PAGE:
Berkshire Arc's brain injury work sparks new opportunities
LEE — Deb Lindsey can't wait to rise from her wheelchair and ride a Harley-Davidson again.
A stroke victim seven years ago, the 52-year-old self-described motorcycle mama is learning to walk again at Nu-Opps, Berkshire County Arc's newly established brain injury day program. The Westfield woman learned of Nu-Opps, shorthand for "new opportunities," while she was a resident at a nursing home in Leeds.
"This is a great program. The people are fantastic as everyone is so helpful, especially Liz," Lindsey said referring to program director Liz Bartini. "She works hard and pushes you when you don't want to."
Bartini's persistence with Lindsey is paying off after six months in the program. "[Deb's] posture is so much better using the parallel bars than using a walker," she said.
Lindsay's upbeat attitude made her a good candidate for the program, according to Mike Turner, Nu-Opps special projects coordinator. "I thought she was motivated to walk again, and she has a great sense of humor," he said.
In all, 21 people from all walks of life are enrolled in Nu-Opps, which opened last summer in BC Arc's Center for Development in the Quarry Hill Business Park off Route 102. Agency officials say it's one of the few day programs in Massachusetts serving people with brain injuries.
BC Arc has always had brain injury programs at its residences, but found a need to reach those outside their network.
"This is a holistic approach to get these folks back on their feet and active in the community," said Debbie Caiola, director of BC Arc's Lee facility.
There are over 67,000 new cases of traumatic brain injuries in the commonwealth, according to the Brain Injury Association of Massachusetts.
Turner said brain injuries can be acquired through a stroke, heart attack or unforeseen accident or by poor choices such as failure to wear a seat belt, general recklessness and brain damage from opioid abuse.
Nu-Opps staff say their program is designed to meet the specific and unique needs of people with brain injury, and includes both formal and informal work on cognitive and memory skills, fitness and health. Nu-Opps also provides client opportunities to show their creative side through in-house programming and partnerships with various community organizations, such as Community Access to the Arts and the Williamstown Theatre Festival.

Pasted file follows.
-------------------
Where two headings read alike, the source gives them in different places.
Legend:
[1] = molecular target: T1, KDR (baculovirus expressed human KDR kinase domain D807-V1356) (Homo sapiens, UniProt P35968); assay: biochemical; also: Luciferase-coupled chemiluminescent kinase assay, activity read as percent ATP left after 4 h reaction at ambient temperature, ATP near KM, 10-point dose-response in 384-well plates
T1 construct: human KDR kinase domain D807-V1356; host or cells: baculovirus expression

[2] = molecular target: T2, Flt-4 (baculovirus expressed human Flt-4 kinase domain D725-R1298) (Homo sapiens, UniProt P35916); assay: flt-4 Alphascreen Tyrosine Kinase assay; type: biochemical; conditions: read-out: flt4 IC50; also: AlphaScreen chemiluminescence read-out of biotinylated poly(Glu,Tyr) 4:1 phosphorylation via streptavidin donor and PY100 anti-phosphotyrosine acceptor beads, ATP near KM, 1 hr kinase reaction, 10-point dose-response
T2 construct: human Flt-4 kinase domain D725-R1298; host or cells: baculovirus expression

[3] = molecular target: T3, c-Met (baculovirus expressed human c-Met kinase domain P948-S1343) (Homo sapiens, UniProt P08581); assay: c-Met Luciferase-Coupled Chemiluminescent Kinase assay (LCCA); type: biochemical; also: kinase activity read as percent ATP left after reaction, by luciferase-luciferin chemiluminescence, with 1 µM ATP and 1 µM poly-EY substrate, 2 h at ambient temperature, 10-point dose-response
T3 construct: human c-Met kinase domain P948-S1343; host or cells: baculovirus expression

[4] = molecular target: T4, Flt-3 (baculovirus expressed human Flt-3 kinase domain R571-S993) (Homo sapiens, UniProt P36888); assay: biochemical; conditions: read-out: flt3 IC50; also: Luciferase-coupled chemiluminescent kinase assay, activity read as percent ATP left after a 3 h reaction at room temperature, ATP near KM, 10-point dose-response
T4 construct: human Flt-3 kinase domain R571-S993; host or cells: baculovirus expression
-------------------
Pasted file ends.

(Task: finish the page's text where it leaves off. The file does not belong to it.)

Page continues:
One artistic endeavor, based on the Unmasking Brain Injury Project, involved 13 attendees creating expressive masks of who they were before and after their life-altering injury.
Josh Aldrich, 34, loved to go to the movies with his friends and girlfriend in high school, before a car accident left him paralyzed nearly 20 years ago.
He wasn't wearing a seat belt.
Aldrich, who can't speak, communicates by spelling out words and sentences using a cardboard keyboard. In describing his mask, he explains how movie ticket stubs about the face reflect his love for the movies. He chose material for the reflective eyes because he doesn't want people to see what he's become. The artwork includes a seat belt, which is Aldrich's way of telling others to always buckle up.
The young, wheelchair-bound man still holds out hope for his future.
He writes, "I have a goal, though, to take a new girlfriend to the movies when the time is right."
Aldrich is also a big hockey fan, proudly showing an Eagle reporter the Boston Bruins jersey he was wearing.
Kathleen Ryan, injured at 18 when she fell off a roller coaster, is another passionate Bruins supporter. "Oh, I watch every game," said the Housatonic resident.
Ryan is very upbeat and writes that her sparkly, yellow mask represents how carefree she was before the accident and hopes people still see her that way today. "When people look in my eyes, I hope they see a good woman with a spicy personality who is wild and free," she said.
As Lindsey, Ryan and Aldrich got bundled up, ready to board their ride home after a busy day at Nu-Opps, Aldrich had one final thought for the Eagle reporter.
"Have a good day," he spelled out using his cardboard keyboard.
Dick Lindsay can be reached at firstname.lastname@example.org and 413-496-6233.
TALK TO US
If you'd like to leave a comment (or a tip or a question) about this story with the editors, please email us. We also welcome letters to the editor for publication; you can do that by filling out our letters form and submitting it to the newsroom.